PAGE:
Examining the Risk Factors for Denial of Equal Treatment in Social Welfare Services for Transgender and Gender Non-Conforming Clients
Few researchers have collected data from large samples of the transgender community. Additionally, scant research has attempted to distinguish the experiences of various subgroups within the transgender population (Davis, 2008). However, a recent study conducted by the National Center for Transgender Equality (NCTE) and the National Gay and Lesbian Task Force (Grant et al., 2011) breaks these trends and samples a much larger portion of the transgender community in the U.S. about experiences accessing health care, social services, education, and public spaces. This research project utilizes data collected from that survey.
Purpose: The purpose of this research is to study the occurrence of unequal treatment of transgender and gender non-conforming individuals in social welfare settings. The research question is: Among transgender and gender non-conforming people, which demographic variables, psychosocial risk factors, and gender-related characteristics predict an increased risk for denial of equal treatment in social welfare settings based upon gender identity and gender expression?
Methods: The NCTE/Task Force dataset was examined using secondary data analysis. Although this survey utilized a convenience sample, the geographic distribution of the 6,456 participants is said to approximately reflect the population distribution (Grant et al., 2011). The research question was examined using a series of logistic regression models.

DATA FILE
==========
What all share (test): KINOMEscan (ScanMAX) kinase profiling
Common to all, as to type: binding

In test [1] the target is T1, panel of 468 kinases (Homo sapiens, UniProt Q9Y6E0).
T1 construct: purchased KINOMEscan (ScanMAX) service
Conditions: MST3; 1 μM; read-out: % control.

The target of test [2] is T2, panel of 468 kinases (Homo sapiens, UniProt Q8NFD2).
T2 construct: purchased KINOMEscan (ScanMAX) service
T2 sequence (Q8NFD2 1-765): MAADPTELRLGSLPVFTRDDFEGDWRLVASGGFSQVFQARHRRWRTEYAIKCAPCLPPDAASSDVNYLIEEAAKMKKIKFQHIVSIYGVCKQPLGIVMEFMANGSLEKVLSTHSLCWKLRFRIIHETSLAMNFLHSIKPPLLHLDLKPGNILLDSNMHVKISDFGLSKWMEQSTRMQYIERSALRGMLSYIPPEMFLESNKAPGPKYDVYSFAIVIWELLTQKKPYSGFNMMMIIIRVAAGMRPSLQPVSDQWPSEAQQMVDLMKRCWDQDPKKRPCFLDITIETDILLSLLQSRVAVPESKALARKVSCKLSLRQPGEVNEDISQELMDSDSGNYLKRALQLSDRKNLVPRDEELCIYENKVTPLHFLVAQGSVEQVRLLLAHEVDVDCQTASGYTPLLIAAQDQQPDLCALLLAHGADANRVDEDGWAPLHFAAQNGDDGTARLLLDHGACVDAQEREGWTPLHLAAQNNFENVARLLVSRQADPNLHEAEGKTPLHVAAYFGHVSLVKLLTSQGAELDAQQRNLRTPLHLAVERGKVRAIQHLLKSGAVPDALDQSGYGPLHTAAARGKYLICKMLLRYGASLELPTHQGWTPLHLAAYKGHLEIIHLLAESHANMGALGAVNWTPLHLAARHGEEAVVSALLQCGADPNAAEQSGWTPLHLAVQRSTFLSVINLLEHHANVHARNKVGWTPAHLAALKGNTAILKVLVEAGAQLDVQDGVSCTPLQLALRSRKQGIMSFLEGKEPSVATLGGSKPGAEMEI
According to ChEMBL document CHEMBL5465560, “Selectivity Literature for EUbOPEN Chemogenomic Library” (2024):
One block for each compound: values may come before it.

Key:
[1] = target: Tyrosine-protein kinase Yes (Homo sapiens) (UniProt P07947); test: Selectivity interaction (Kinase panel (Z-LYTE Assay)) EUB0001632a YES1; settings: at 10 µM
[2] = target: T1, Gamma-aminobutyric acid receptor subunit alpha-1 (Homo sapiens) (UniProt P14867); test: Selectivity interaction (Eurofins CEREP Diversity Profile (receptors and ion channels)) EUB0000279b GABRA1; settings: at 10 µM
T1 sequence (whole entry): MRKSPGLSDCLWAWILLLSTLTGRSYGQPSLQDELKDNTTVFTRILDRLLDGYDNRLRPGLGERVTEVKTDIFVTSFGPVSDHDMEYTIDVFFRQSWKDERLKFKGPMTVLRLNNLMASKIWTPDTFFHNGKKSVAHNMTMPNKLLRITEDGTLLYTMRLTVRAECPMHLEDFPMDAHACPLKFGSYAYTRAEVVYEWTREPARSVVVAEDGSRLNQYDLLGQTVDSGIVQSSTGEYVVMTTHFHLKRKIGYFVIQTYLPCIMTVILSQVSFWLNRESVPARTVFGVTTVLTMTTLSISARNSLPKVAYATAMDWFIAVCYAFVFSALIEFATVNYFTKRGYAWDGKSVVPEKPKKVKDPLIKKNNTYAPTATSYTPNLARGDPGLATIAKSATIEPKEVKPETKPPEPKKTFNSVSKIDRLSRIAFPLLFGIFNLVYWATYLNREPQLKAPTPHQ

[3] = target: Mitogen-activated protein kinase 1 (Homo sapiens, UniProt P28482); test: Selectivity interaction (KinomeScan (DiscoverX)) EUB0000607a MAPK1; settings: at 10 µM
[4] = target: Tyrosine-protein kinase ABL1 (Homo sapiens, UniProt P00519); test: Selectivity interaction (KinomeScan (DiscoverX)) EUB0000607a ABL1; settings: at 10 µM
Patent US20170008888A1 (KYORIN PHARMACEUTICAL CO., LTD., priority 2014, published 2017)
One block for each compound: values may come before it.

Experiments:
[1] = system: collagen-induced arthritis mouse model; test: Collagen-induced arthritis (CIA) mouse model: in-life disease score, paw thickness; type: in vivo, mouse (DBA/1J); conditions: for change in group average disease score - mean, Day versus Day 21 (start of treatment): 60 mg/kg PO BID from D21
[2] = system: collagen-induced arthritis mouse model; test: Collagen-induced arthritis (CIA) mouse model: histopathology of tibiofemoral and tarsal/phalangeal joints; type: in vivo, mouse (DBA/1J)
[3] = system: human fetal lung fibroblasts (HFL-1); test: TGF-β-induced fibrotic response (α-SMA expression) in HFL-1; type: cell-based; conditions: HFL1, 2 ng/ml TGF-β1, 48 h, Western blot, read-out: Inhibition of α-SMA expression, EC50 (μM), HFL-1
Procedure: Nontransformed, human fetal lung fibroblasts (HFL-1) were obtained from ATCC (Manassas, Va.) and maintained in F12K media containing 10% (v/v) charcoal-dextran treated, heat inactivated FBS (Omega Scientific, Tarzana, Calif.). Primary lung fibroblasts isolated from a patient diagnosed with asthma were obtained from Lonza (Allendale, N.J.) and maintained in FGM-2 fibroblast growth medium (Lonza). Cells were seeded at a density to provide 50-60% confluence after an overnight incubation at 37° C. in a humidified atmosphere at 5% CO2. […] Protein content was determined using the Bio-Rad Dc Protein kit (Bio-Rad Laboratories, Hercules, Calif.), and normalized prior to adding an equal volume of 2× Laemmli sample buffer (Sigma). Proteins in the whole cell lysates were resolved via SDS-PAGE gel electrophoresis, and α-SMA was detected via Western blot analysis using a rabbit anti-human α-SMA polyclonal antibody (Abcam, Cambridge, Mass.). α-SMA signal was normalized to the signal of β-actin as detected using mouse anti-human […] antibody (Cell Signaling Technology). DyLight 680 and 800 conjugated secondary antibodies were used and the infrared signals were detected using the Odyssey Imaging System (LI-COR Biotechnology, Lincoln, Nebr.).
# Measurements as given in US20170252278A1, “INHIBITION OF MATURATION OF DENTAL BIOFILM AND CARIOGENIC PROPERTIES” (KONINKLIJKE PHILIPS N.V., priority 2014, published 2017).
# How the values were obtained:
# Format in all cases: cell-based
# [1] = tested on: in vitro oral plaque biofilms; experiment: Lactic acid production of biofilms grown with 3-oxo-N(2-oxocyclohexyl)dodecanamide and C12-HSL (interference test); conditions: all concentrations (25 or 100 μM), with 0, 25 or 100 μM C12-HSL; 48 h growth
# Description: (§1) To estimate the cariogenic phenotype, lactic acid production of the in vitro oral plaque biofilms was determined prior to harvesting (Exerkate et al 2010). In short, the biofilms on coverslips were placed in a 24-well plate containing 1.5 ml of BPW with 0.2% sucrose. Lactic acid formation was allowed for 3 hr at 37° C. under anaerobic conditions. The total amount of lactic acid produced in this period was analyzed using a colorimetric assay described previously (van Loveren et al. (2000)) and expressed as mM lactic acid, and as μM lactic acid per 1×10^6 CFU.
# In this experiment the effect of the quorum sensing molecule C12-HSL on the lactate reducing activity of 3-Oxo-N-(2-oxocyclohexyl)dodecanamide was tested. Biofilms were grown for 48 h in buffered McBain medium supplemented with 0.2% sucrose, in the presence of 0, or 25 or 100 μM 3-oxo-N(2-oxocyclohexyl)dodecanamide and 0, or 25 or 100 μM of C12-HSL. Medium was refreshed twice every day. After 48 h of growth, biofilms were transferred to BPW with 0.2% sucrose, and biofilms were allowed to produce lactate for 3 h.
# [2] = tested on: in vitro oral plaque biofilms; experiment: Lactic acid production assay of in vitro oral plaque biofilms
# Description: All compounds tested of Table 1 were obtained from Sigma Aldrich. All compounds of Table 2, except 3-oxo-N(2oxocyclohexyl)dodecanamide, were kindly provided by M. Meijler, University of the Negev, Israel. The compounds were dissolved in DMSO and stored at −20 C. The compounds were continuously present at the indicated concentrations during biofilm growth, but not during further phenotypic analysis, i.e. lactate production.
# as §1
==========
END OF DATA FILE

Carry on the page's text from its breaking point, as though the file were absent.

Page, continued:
Results: Significant predictors for denial of equal treatment across all settings examined included having a disability, having engaged in sex work, and whether people could tell that one is transgender or gender non-conforming. In 3 of the 4 models, being a person of color, having attempted suicide, having lost the support of at least one family member, and having had transition-related hormone treatments or surgery predicted a significantly higher risk of unfair treatment. In some of the models, lower income, lower education, being MtF, and being older were significant predictors of unfair treatment.
Implications: Findings indicate that transgender and gender non-conforming individuals who hold other marginalized identities or have a history of psychosocial risks are more likely to have been thrown out of homeless shelters or denied equal treatment in social welfare settings due to gender identity and gender expression. This presentation will detail implications for policy and practice with transgender and gender non-conforming people, such as the need for transgender-inclusive cultural competency trainings for agency staff and for practices that respect an individual’s pronouns, gender identity, gender expression, and preferred name.